This is an old and fatuous argument. Casting family planning in developing countries as a solution to resource stress, migration, or rising carbon emissions not only unfairly pins blame for these crises on poor women, it also misdiagnoses the problem. It’s not population numbers, but global inequalities -- in resource consumption, health care access, political power, etc. -- that determine which countries are flush, and which lack enough to go around.

Rich countries suck up the most resources and spew out the most climate-warming greenhouse gases. From 1980 to 2005, wealthy nations accounted for 29.1 per cent of emissions but just 7.2 per cent of population growth. Poor nations, on the other hand, accounted for 52.1 per cent of population growth but just 12.8 per cent of emissions. Overconsumption of carbon-intensive products, largely by industrialized nations, drives climate change and its effects, not high fertility rates in developing countries.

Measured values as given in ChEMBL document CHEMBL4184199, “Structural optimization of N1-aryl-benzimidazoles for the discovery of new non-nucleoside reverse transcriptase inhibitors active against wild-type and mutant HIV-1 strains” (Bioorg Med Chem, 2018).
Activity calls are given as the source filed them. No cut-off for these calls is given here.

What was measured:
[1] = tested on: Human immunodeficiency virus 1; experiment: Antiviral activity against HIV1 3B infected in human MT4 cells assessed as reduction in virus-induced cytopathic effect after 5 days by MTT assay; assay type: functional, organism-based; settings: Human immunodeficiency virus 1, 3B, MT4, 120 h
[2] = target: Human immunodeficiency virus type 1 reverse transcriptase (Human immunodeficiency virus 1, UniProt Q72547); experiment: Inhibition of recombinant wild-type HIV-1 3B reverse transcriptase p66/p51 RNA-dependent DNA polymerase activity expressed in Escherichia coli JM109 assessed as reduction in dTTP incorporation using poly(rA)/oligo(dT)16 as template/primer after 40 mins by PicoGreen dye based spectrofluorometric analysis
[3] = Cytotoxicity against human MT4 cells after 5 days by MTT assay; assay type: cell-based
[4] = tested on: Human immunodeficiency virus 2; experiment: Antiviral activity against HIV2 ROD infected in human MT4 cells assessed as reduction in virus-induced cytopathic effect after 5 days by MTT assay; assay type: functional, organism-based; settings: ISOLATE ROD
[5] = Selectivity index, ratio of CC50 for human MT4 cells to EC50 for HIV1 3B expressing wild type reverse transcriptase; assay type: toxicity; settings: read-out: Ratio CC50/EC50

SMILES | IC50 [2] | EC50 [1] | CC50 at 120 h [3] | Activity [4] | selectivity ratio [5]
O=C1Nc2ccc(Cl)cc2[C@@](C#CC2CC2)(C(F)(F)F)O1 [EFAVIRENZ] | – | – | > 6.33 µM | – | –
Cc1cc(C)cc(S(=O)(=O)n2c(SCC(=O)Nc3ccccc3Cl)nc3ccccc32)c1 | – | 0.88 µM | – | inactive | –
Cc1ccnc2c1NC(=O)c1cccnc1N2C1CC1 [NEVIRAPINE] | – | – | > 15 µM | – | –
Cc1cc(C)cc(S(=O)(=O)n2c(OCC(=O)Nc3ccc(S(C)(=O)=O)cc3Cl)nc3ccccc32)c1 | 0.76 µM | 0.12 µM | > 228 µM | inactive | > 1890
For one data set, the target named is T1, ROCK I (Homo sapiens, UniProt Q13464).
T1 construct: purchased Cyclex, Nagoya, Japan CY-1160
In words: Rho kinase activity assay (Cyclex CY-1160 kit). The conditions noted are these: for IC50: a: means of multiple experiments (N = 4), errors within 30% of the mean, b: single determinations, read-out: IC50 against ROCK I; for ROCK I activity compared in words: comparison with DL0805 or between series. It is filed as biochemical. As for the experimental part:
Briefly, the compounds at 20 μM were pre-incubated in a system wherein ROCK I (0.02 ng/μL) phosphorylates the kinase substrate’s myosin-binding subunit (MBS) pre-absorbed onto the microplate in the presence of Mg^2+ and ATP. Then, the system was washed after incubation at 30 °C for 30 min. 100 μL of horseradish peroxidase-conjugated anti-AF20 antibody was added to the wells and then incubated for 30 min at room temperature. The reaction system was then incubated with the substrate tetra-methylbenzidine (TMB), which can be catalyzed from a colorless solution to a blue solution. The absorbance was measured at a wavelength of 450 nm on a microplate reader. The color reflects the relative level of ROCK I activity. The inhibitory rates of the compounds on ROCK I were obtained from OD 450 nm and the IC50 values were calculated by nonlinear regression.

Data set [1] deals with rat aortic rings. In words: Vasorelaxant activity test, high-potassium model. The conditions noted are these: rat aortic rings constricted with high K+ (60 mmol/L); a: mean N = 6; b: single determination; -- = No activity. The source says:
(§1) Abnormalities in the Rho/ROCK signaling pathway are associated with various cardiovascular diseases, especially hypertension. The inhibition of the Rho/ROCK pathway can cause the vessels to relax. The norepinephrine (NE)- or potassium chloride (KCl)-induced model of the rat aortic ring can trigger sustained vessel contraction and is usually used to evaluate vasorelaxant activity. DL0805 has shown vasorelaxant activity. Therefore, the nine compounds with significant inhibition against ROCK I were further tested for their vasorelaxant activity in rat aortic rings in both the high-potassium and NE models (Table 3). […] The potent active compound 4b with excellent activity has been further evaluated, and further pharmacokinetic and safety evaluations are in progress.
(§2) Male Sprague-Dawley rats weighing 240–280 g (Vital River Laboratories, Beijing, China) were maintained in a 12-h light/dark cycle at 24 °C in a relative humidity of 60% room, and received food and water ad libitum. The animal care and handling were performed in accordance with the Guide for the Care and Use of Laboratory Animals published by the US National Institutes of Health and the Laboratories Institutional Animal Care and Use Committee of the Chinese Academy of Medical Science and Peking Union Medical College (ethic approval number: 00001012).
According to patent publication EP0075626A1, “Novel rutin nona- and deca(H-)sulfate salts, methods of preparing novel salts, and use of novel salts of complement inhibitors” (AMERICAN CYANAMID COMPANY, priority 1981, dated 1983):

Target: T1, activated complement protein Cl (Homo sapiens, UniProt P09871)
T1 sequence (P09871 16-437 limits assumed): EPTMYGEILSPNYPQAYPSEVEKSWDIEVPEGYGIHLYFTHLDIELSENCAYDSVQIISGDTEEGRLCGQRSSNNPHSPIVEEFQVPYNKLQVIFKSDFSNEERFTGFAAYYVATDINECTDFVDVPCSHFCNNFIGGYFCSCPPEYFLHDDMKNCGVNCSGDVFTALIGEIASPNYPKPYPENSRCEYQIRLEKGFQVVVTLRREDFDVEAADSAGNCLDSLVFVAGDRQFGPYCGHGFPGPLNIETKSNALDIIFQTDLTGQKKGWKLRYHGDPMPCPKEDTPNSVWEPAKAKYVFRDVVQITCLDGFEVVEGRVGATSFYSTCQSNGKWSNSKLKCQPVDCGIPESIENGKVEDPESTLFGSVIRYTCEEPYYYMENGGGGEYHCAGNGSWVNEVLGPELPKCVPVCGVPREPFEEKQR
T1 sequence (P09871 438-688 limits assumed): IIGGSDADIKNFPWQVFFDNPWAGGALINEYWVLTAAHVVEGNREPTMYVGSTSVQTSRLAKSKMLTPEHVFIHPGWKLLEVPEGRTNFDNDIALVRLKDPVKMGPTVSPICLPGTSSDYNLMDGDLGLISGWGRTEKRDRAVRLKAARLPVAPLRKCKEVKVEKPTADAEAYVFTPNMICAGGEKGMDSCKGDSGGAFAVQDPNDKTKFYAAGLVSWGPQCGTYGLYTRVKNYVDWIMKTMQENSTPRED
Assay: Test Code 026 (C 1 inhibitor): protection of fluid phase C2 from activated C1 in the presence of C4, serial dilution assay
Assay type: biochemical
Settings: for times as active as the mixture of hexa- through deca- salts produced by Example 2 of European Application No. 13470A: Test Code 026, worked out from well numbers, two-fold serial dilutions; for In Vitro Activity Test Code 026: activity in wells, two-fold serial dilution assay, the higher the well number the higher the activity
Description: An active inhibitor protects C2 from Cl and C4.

In fact, high fertility rates reflect the same imbalances in resources and power that allow climate change to trace such an uneven pattern of destruction across the globe. Just as global inequalities saddle developing nations with the costs of climate change, gender inequality and uneven access to information and contraceptives deny women and girls across the world control over their own fertility.

But if population alarmism helps poor women access contraception, is it so bad?

When people say “overpopulation” is going to destroy the planet, what they mean is poor people are making it harder for wealthy people to live the lives they've come to feel they deserve. When we blame women’s fertility for resource scarcity or climate change, we turn our attention away from these glaring inequalities. And we allow people and governments with the most power to shirk responsibility for addressing climate change, food insecurity, and other environmental crises.